I’d love to see the data upon which Adams bases his claim that his vitamin D works better than a vaccine or that his nutrition works better than “your poision” (by which, I assume, he means chemotherapy for cancer but he could mean other things). While Adams may be correct that it is better to prevent disease rather than treat it, he is unable to demonstrate that his woo does a better job than scientific medicine can potentially do at prevention. Like so many woo-meisters, Adamas also completely coopts diet and exercise, which fall entirely within the purview of science-based medicine, although admittedly he makes it woo by liberally mixing in references to “superfoods,” orthomolecular medicine, chiropractic, and traditional Chinese medicine. He then brags about not carrying health insurance:

Mike Adams and his two dim companions are just so damned smug that it takes an enormous feat of will not to wish cancer upon them when they blather on about how they don’t need chemotherapy and the woman chirps about how she would, if she ever got it, treat cancer “another way,” that way being Gerson therapy. (Good luck with that. As they say, don’t go buying any long playing records.) It is indeed fortunate (for Adams and crew) the that universe in general doesn’t give a rodent’s posterior about my “intent,” being perfectly happy to ignore my fervent wishes that multiple huge NIH grants be rained down upon me because I’m just such an awesome scientist. Lucky for him, Mike and his posse won’t be any more likely to come down with a life-threatening disease like cancer or Lou Gehrig’s disease just because of my nasty thoughts about wiping the smug smirks off of all their faces.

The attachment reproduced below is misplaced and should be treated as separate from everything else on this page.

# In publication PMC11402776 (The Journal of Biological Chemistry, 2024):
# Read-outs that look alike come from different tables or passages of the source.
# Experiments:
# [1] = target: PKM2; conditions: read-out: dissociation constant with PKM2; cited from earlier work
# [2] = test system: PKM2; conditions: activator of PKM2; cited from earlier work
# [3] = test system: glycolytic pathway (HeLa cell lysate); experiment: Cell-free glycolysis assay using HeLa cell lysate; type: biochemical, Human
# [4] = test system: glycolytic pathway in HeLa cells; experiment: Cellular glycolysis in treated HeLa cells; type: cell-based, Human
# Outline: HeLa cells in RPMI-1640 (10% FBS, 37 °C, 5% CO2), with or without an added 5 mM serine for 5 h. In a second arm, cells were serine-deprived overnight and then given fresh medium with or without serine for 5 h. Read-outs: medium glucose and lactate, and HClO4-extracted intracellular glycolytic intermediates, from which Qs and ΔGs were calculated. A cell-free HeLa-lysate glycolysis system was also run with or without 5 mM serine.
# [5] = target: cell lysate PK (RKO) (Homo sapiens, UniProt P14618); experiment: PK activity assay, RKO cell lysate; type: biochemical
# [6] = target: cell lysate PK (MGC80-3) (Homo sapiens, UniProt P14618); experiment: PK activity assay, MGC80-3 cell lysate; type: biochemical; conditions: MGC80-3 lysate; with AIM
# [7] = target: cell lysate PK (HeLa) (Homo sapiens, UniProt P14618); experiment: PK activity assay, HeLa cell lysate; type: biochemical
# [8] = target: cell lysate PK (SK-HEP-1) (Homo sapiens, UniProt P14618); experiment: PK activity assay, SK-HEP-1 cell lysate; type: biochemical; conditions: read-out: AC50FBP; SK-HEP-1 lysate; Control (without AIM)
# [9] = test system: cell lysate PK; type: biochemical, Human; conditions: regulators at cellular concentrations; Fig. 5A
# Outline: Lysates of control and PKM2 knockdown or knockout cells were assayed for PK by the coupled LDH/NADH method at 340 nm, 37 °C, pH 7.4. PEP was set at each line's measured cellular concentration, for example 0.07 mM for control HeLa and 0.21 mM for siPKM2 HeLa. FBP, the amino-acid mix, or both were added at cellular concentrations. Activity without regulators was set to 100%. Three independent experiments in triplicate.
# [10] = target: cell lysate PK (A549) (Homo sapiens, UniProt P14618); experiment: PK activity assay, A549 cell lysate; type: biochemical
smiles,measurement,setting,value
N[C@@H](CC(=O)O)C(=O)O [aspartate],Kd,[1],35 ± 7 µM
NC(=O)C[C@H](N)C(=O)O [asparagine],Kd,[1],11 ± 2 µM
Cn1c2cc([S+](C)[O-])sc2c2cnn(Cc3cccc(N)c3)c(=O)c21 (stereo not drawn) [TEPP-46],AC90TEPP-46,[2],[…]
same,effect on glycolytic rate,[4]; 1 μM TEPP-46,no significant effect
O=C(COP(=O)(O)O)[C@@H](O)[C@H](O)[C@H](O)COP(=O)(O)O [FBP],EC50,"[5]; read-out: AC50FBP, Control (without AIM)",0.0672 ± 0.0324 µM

Of course, the most hilarious thing about Adams’ video is the supreme confidence expressed by the “Health Ranger” and his groupies that they will never, ever need health insurance. After all, they’re healthy now! Never mind that right now they’re all relatively young and, like most people, fairly unlikely to become seriously ill until they get much older. They repeatedly ask why they should pay for something they would never use, missing the point that insurance is something that you pay for in case you need it, not when you need it. Personally, I’d be willing to consider letting Adams, Tweedle-dee, and Tweedle-dumber opt out of Obamacare if they would sign a legally binding document swearing that, should they ever develop cancer, diabetes, cardiac disease, or any other serious illness, they would eschew all science-based medicine and pharmaceutical drugs in favor of their woo, like the Gerson therapy, orthomolecular medicine, or whatever.

No post about Mike Adams would be complete without including a passage of grade A, batshit insane rhetoric, and this one will be no exception. So here it is: